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Be Aware of Where you May be “Too in” or “Too out”: 

For each of us it is important to find the balance between time for retreat and quiet reflection and down time from the world and for time to put ourselves out in the world, for connecting, doing and interacting. The ideal balance will depend on if we tend towards more introversion or extraversion and if we identify as Highly Sensitive or not. Our culture tends to push us towards the idealizing the more natural tendencies of non-sensitive extraverts but this may not be ideal for us personally. 

Look for What you can Control: 

In over-stimulating environments look for what you can control and make the necessary adjustments. Can you turn off the harsh fluorescent lighting and bring in softer lamps in your workspace? In open concept office plans it can be helpful to talk to your supervisor about having a more private space to retreat to, seeing if a felt schedule is an option when the office is less busy or using headphones to block out background noise and increase focus. 

Learn How and When to Say ‘No’:

Setting personal boundaries for our time and energy is essential. We can’t do everything well all at once. Highly Sensitive People tend to sense all too well the feels, needs, desires and disappointments of others and we can be too eager to please. We may often struggle with our own fears of being criticized or failing to not do what others would want or expect of us. It is important to be able to say ‘no’ in firm and loving ways. 

Develop Methods for Self Soothing:

Finding your own methods for self soothing and calming feelings of overwhelm is an important tool. There are many techniques out there, it is important to find whatever works for you. It may be a breathing practice, affirmation, safe space or transitional object. The key is that it helps to calm you down when you need soothing. 

Meditation:

A regular meditation practice, even 5-10 minutes practiced daily as often as possible helps to support an automatic physiological relaxation response. There are many techniques and schools of practice to choose from, finding the right fit is what is most important. 

Focus on Being Rested and Healthy:

Being in a highly stimulating environment takes energy. It is important to be rested and healthy. Sleep, physical exercise and proper nutrition are all foundational in supporting optimal levels of functioning. 

Encourage Being Fully Prepared:

In preparing for important projects or presentations in order to decrease arousal and for performance to become automatic it is even more important for Highly Sensitive People to be as prepared as possible (within reason of course). Additionally, it can be helpful to expect at least 2 (or more) things to go wrong to prepare for non-perfection so we can roll with the unexpected. 

Make Success Likely:

Wait and make sure you are ready. Highly Sensitive People tend to need to process multiple possible outcomes and can take longer to come to a decision, yet when we have the time we need to get clear on the best decision for us we tend to be more satisfied with the decision. If you are unsure or don’t feel ready give yourself the gift of time to process and prepare (within reason of course), aim to be ready enough but not 100%.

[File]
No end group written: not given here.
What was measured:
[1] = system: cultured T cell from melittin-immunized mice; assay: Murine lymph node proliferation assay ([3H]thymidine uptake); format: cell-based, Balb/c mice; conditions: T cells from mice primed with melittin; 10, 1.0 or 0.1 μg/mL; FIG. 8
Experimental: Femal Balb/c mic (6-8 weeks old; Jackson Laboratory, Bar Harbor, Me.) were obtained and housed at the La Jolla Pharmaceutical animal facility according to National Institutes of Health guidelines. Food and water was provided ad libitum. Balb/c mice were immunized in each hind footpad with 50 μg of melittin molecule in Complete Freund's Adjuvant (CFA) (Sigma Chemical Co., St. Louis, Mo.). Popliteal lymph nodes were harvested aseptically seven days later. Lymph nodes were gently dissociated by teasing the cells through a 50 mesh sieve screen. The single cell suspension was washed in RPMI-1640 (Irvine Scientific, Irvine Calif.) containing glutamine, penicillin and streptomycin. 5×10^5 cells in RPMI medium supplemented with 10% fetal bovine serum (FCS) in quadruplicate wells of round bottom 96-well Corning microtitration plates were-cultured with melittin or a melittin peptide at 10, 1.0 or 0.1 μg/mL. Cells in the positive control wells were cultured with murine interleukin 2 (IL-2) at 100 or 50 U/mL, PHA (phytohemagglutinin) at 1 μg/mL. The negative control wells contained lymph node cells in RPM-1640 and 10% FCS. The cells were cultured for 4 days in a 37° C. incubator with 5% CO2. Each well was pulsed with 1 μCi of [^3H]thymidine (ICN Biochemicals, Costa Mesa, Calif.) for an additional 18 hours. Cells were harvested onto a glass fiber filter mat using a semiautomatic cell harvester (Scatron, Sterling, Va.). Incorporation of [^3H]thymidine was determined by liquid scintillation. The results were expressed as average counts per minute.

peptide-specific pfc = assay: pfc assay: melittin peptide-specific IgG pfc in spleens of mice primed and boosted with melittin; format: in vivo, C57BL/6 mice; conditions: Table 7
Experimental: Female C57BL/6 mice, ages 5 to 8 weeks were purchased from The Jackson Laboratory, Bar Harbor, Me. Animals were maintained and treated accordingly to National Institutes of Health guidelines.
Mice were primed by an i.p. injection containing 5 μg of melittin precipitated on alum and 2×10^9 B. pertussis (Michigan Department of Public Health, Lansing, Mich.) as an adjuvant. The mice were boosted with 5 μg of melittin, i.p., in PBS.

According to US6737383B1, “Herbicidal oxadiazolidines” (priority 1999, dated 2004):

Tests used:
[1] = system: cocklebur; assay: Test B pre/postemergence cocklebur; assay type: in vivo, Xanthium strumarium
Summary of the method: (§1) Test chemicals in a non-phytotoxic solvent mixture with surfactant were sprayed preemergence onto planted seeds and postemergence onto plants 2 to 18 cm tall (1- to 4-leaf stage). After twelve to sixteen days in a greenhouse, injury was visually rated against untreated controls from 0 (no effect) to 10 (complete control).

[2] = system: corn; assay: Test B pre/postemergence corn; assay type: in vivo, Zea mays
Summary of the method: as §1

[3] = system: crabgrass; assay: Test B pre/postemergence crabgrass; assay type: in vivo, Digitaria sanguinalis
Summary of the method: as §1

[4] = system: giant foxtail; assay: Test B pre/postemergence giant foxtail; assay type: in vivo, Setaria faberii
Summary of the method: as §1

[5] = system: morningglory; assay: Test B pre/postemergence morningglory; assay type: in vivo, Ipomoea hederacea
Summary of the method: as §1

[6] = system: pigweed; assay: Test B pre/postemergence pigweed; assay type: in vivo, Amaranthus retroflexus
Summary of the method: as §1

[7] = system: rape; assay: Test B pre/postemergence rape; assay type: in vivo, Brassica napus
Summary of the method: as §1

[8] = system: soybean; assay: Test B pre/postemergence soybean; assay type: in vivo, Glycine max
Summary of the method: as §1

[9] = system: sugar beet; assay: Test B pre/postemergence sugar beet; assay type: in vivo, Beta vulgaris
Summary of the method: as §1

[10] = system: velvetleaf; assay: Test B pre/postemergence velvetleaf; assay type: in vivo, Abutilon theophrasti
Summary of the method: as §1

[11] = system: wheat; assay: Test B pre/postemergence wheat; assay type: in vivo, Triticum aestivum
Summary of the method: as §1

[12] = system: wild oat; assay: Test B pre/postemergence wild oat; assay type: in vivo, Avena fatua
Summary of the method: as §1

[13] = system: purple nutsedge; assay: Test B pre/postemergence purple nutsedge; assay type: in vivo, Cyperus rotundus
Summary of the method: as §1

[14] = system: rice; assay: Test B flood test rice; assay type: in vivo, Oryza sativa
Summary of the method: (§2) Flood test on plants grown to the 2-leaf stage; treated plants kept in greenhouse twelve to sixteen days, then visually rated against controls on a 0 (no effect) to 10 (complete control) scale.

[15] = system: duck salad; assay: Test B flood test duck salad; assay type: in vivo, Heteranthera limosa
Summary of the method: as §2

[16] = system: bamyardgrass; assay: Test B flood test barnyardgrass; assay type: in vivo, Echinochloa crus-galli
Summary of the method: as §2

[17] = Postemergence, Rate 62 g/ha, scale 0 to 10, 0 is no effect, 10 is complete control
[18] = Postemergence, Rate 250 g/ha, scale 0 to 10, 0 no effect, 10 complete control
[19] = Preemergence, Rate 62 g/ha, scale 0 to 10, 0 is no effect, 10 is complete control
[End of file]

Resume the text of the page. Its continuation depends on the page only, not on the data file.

Focus on the Familiar:

New situations can increase feelings of overwhelm. If we can find ways to reduce novelty ahead of time this can help to reduce overwhelm. Strategies include becoming familiar with behaviours others will use or in others who will be present in important situations. It can be doing a practice run to familiarize yourself with the route and location of an important interview or meeting ahead of time to reduce feelings of overwhelm on the big day. 

“Pace Yourself”:

When you notice your stress levels increasing be sure to take breaks before reaching the state of over arousal. In longer tasks the ideal is at least 20 minutes (to help the nervous system return to lower levels of stress hormones) but if this not possible even a quick break for a few breaths can be beneficial. 

Encourage Nature Breaks:

Highly Sensitive People tend to benefit from spending time in nature (as do all humans really). Schedule time to take breaks outdoors, exercise outside, choose exercises that involve rhyme motions over competition to help recover from overstimulation. Time with pets can be another form of connecting with nature. 

Focus on Social Support:

In times of overwhelm our nervous systems tends to kick into the survival gears of ‘fight, flight or freeze.’ Another possible response is that of ‘tend and befriend’. It is helpful to develop and connect with a social support network to help reduce feelings of overwhelm. Many HSPs find it helpful to also connect with other HSPs. 

Eliminating Extraneous Stimulation:

When possible eliminate additional unneeded and unhelpful stimulation. This may mean turning off background noise or using noise cancelation headphones when focusing on a task or having a conversation.   

Planning for Rest and Recovery Time:

Highly Sensitive People can perform well under stress and pressure, yet it is important that we plan for rest and recovery time between projects in order to avoid burn out. This also applies to planning a day for rest and recovery when returning from a trip instead of jumping right back into a busy routine or going right back to work. 

If you would like more tips on Thriving as a Highly Sensitive Person you can claim your free Guidebook over here. 

References:

The Highly Sensitive Person: How to Thrive When the World Overwhelms You by Dr. Elaine Aron

The Highly Sensitive Person